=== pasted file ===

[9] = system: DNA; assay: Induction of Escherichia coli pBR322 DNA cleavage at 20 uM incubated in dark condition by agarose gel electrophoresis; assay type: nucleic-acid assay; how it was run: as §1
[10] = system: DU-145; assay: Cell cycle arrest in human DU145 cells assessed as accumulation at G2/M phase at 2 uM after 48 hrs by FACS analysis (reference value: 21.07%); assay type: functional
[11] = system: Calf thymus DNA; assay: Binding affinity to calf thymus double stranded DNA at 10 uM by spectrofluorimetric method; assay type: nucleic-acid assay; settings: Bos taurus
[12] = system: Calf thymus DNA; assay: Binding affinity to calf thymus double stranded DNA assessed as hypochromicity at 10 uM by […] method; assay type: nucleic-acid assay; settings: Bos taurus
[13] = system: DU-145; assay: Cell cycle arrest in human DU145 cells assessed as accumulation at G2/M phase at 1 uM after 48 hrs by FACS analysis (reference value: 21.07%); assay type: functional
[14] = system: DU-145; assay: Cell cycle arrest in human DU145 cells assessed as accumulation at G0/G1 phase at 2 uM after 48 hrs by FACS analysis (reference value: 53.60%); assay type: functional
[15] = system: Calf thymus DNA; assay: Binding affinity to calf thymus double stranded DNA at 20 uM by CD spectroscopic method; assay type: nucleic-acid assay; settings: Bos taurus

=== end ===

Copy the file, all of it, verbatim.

[9] = system: DNA; assay: Induction of Escherichia coli pBR322 DNA cleavage at 20 uM incubated in dark condition by agarose gel electrophoresis; assay type: nucleic-acid assay; how it was run: as §1
[10] = system: DU-145; assay: Cell cycle arrest in human DU145 cells assessed as accumulation at G2/M phase at 2 uM after 48 hrs by FACS analysis (reference value: 21.07%); assay type: functional
[11] = system: Calf thymus DNA; assay: Binding affinity to calf thymus double stranded DNA at 10 uM by spectrofluorimetric method; assay type: nucleic-acid assay; settings: Bos taurus
[12] = system: Calf thymus DNA; assay: Binding affinity to calf thymus double stranded DNA assessed as hypochromicity at 10 uM by […] method; assay type: nucleic-acid assay; settings: Bos taurus
[13] = system: DU-145; assay: Cell cycle arrest in human DU145 cells assessed as accumulation at G2/M phase at 1 uM after 48 hrs by FACS analysis (reference value: 21.07%); assay type: functional
[14] = system: DU-145; assay: Cell cycle arrest in human DU145 cells assessed as accumulation at G0/G1 phase at 2 uM after 48 hrs by FACS analysis (reference value: 53.60%); assay type: functional
[15] = system: Calf thymus DNA; assay: Binding affinity to calf thymus double stranded DNA at 20 uM by CD spectroscopic method; assay type: nucleic-acid assay; settings: Bos taurus